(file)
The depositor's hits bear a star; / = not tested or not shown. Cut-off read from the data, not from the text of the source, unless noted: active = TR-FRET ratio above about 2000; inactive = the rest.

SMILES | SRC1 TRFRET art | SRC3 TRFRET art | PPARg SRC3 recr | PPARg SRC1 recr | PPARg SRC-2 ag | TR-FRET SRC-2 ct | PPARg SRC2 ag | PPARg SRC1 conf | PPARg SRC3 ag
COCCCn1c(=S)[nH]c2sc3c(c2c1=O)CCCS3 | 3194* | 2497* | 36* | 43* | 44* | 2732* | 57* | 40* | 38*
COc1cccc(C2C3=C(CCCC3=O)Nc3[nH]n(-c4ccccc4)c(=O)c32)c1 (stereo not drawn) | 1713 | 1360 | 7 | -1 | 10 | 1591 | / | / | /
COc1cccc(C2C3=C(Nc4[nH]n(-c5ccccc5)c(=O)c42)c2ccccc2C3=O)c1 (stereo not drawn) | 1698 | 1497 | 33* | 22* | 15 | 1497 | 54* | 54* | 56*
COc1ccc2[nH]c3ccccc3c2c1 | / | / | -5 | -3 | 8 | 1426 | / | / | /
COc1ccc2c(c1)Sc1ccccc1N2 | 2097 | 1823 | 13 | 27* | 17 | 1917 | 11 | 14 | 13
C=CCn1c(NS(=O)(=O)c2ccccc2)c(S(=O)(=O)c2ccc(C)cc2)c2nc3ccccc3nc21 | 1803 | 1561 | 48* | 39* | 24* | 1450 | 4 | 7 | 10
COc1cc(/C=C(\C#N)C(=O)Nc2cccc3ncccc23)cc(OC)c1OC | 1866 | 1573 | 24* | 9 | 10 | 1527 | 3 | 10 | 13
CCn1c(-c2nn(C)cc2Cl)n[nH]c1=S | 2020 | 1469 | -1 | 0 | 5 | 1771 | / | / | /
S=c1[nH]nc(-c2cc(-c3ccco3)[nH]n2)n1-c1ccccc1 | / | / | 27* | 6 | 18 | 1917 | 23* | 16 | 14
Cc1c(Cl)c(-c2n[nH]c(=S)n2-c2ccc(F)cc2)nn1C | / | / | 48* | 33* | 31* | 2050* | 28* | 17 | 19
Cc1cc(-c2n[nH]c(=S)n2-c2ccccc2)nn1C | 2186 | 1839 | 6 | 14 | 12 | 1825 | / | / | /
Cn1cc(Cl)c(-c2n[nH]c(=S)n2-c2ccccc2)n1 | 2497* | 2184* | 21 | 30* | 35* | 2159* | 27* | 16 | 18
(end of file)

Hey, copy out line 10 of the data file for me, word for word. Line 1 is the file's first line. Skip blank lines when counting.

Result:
CCn1c(-c2nn(C)cc2Cl)n[nH]c1=S | 2020 | 1469 | -1 | 0 | 5 | 1771 | / | / | /